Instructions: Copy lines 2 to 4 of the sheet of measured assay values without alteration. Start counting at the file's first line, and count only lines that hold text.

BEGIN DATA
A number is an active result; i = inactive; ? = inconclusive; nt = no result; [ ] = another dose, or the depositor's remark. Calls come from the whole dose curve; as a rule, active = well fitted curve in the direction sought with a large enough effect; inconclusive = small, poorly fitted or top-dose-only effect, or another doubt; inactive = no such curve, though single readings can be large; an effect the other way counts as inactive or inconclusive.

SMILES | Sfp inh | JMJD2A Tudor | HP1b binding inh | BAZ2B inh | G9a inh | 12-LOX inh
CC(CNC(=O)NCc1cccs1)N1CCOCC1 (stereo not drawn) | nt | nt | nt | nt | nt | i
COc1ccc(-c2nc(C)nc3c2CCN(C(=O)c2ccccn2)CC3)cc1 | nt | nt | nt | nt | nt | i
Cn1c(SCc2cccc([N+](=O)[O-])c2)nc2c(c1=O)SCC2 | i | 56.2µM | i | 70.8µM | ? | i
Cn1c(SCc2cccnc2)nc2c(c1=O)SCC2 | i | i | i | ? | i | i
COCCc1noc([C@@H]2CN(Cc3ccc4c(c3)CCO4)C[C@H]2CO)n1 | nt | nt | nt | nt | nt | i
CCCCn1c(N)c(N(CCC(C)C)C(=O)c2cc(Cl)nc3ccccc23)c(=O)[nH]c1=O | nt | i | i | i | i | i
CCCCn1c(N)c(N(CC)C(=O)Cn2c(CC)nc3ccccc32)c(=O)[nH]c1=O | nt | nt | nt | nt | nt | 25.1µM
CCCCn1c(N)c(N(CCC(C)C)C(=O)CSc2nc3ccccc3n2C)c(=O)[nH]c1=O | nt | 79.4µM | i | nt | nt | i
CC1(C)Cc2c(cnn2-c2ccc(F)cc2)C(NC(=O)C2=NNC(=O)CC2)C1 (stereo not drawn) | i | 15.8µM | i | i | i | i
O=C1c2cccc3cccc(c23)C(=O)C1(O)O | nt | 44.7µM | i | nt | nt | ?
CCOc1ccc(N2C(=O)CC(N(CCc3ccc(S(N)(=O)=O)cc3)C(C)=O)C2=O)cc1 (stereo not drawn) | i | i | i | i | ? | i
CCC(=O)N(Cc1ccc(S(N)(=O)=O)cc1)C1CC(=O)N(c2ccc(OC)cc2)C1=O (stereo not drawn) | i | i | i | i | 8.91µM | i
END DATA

SMILES | Sfp inh | JMJD2A Tudor | HP1b binding inh | BAZ2B inh | G9a inh | 12-LOX inh
CC(CNC(=O)NCc1cccs1)N1CCOCC1 (stereo not drawn) | nt | nt | nt | nt | nt | i
COc1ccc(-c2nc(C)nc3c2CCN(C(=O)c2ccccn2)CC3)cc1 | nt | nt | nt | nt | nt | i